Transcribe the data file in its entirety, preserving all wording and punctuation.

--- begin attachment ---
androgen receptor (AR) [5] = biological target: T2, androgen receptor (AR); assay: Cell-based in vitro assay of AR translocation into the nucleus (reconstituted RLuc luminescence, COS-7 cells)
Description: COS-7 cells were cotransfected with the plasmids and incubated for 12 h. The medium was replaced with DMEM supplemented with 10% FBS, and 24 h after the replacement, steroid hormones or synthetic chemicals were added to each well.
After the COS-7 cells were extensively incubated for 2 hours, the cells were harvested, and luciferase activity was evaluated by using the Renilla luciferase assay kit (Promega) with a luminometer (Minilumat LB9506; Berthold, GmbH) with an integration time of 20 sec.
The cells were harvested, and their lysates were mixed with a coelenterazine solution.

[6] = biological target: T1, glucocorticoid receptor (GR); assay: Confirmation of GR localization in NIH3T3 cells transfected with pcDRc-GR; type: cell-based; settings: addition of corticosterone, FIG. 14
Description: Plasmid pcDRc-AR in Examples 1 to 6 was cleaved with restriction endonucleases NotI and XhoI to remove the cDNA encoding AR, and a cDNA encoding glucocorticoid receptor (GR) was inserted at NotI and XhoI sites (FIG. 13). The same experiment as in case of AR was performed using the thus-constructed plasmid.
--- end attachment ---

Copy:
androgen receptor (AR) [5] = biological target: T2, androgen receptor (AR); assay: Cell-based in vitro assay of AR translocation into the nucleus (reconstituted RLuc luminescence, COS-7 cells)
Description: COS-7 cells were cotransfected with the plasmids and incubated for 12 h. The medium was replaced with DMEM supplemented with 10% FBS, and 24 h after the replacement, steroid hormones or synthetic chemicals were added to each well.
After the COS-7 cells were extensively incubated for 2 hours, the cells were harvested, and luciferase activity was evaluated by using the Renilla luciferase assay kit (Promega) with a luminometer (Minilumat LB9506; Berthold, GmbH) with an integration time of 20 sec.
The cells were harvested, and their lysates were mixed with a coelenterazine solution.

[6] = biological target: T1, glucocorticoid receptor (GR); assay: Confirmation of GR localization in NIH3T3 cells transfected with pcDRc-GR; type: cell-based; settings: addition of corticosterone, FIG. 14
Description: Plasmid pcDRc-AR in Examples 1 to 6 was cleaved with restriction endonucleases NotI and XhoI to remove the cDNA encoding AR, and a cDNA encoding glucocorticoid receptor (GR) was inserted at NotI and XhoI sites (FIG. 13). The same experiment as in case of AR was performed using the thus-constructed plasmid.